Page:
by Hannah Anderson
Paperback: 208 pages
Publisher: Moody Publishers
Released: October 4, 2016
Source: ebook review copy from the publisher through NetGalley.
Book Description, Modified from NetGalley:
A lot of books these days are trying to diagnose our discontentment and exhaustion. While many of us could do to simplify, peace is not about productivity, saying no, or any other external. It's about saying yes to our dependence on God.
The reason many of us feel so unsettled is that we are attempting to be something we were never intended to be—it's an internal issue. We need to recover a theology of creaturehood that leads to true abundance, and Humble Roots is the perfect place to start. Exploring various texts from the Gospels, Hannah Anderson reveals:
*The cause, nature, and dangers of busyness and self-dependence
*What humility is (and isn't), and why it's essential to our identity
*How Christ modeled humility through His incarnation
*How to learn humility and walk in dependence on God
Humble Roots explored how we can find rest for our souls through a humble heart--through acknowledging our dependence on God. The basic idea is that God is God and we're not. She looked at a number of ways we might try to be god and not realize it. Our culture teaches and even glorifies some things that are counter to the understanding that we're not God. She also looked at how humility can be shown in how you care for your body and emotions, treat knowledge, resources, and desires, respond to the brokenness of this world, and face suffering and death.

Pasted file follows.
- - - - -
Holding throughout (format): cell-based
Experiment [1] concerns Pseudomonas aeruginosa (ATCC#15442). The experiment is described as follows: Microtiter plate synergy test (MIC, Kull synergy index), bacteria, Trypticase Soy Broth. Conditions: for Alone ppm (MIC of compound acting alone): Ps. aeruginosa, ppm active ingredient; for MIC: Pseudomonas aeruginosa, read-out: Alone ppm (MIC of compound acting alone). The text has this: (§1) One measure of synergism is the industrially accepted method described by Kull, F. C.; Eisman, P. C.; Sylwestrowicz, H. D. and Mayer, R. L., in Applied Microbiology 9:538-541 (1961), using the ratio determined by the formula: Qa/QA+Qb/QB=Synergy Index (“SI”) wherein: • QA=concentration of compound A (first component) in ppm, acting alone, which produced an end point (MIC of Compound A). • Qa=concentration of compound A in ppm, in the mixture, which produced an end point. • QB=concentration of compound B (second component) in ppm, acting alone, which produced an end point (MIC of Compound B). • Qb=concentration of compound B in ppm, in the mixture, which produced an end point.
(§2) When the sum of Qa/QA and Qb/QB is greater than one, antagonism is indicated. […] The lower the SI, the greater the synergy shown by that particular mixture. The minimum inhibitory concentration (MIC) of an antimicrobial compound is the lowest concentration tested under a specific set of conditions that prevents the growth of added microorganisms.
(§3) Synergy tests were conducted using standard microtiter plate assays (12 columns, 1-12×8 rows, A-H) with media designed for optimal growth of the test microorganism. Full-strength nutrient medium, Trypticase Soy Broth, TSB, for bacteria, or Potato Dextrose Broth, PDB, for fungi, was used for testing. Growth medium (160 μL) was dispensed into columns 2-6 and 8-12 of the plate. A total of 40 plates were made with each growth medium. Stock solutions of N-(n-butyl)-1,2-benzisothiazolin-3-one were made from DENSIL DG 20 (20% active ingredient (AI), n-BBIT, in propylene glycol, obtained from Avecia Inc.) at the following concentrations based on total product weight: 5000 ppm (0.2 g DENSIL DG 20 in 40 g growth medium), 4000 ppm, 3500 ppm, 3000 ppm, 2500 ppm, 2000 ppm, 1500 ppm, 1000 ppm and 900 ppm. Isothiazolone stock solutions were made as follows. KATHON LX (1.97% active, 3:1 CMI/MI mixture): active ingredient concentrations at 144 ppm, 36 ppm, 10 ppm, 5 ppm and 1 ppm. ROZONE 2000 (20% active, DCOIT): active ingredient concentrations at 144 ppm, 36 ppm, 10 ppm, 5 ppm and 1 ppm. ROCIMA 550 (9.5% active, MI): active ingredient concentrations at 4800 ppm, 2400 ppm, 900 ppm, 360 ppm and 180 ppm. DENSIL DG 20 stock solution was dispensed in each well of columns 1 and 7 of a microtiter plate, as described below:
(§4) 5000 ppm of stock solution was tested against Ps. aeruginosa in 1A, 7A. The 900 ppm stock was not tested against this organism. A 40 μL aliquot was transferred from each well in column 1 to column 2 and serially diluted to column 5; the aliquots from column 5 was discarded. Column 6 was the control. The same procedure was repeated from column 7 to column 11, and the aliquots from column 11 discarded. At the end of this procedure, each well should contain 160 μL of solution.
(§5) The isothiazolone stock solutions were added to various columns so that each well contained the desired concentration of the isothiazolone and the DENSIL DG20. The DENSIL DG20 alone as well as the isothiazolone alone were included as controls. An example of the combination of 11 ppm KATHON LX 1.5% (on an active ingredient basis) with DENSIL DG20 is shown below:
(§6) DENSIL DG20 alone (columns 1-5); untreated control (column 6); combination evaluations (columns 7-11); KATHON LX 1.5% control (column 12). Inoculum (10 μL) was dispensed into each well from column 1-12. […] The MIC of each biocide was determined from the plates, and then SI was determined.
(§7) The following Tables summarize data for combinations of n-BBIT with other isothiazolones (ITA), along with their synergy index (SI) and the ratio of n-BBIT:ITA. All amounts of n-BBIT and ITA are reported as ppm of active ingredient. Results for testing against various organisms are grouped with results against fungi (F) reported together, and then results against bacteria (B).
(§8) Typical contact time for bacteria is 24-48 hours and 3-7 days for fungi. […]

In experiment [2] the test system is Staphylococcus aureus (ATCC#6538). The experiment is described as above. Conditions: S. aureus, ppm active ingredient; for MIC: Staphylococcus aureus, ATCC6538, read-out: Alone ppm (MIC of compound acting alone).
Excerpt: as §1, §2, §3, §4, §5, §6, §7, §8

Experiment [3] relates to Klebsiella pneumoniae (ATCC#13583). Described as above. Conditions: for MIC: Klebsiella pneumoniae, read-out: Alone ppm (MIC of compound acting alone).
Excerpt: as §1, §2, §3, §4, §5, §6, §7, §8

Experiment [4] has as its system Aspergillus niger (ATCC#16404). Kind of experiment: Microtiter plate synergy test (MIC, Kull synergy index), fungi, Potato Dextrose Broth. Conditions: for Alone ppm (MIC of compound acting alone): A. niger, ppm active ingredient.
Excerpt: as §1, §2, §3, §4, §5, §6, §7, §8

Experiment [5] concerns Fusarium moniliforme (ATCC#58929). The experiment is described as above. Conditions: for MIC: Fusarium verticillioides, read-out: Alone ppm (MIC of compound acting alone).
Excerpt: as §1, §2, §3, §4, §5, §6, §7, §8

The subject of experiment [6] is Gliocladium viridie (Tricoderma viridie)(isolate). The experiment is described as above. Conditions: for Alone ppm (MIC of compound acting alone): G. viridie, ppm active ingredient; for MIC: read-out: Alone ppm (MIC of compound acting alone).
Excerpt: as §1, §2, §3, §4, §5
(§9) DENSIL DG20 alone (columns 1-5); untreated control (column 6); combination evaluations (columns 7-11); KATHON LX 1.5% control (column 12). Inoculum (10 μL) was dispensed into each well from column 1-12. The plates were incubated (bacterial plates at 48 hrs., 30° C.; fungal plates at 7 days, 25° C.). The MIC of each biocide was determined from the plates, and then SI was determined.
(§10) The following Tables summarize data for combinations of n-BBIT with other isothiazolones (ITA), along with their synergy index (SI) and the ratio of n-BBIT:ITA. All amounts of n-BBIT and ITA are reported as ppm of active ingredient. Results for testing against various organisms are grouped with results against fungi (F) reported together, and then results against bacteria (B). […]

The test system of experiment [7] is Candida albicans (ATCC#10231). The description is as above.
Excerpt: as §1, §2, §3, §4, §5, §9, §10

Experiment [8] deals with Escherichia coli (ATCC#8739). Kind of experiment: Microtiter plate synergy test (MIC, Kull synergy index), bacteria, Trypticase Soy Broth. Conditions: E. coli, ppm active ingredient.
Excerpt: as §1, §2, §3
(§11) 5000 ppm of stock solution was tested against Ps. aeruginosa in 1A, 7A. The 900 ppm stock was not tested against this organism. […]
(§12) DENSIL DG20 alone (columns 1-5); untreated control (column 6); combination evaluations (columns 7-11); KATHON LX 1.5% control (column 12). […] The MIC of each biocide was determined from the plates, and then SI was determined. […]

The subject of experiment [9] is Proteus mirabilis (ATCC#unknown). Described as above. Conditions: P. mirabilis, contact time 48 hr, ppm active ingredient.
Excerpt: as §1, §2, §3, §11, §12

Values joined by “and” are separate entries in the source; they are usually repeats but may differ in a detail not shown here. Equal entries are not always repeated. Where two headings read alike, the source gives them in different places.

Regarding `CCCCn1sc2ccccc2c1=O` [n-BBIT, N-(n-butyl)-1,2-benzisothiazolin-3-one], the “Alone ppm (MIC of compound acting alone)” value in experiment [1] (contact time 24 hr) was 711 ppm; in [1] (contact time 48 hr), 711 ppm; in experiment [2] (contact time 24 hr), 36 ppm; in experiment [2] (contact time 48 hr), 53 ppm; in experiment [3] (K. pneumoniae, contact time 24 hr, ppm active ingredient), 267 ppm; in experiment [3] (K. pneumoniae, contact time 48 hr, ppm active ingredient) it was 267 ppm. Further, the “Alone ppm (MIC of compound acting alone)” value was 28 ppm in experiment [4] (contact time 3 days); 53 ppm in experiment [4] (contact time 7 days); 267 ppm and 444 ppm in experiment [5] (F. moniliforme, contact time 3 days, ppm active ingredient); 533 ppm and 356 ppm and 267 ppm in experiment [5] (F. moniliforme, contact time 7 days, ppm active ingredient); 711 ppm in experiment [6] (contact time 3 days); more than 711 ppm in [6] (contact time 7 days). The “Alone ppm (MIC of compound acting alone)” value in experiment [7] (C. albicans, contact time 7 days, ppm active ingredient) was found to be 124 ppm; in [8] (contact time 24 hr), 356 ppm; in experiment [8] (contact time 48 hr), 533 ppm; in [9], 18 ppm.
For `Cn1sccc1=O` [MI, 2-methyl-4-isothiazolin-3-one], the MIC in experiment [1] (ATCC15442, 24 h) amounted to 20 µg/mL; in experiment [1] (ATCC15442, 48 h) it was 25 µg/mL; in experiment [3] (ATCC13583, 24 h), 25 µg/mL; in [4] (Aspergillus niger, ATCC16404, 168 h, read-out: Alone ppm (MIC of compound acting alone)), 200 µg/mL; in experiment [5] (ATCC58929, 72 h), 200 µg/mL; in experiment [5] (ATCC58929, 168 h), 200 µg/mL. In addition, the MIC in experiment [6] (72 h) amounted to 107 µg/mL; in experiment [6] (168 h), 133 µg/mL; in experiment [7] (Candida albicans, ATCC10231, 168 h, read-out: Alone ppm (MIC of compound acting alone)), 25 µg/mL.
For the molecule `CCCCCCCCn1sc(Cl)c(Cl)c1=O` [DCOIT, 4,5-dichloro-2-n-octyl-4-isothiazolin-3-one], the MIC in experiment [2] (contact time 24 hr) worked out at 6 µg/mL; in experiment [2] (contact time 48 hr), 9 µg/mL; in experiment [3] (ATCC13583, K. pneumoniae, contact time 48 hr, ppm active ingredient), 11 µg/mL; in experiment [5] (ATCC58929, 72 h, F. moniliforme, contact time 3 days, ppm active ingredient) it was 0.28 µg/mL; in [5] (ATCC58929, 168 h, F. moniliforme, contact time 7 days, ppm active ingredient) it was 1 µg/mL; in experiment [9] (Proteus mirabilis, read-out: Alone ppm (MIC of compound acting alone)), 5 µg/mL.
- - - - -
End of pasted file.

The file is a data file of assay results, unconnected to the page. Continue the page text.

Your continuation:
The author focused on the Bible for answers and provided insights into the verses and our culture. She used gardening analogies to help illustrate certain points. I never felt condemned (like any good Christian ought to have this down), just "Arg, she's right! How have I been missing that?" I have felt more rested and less worried after reading this book. I'd highly recommend this book to any Christian.
If you've read this book, what do you think about it? I'd be honored if you wrote your own opinion of the book in the comments.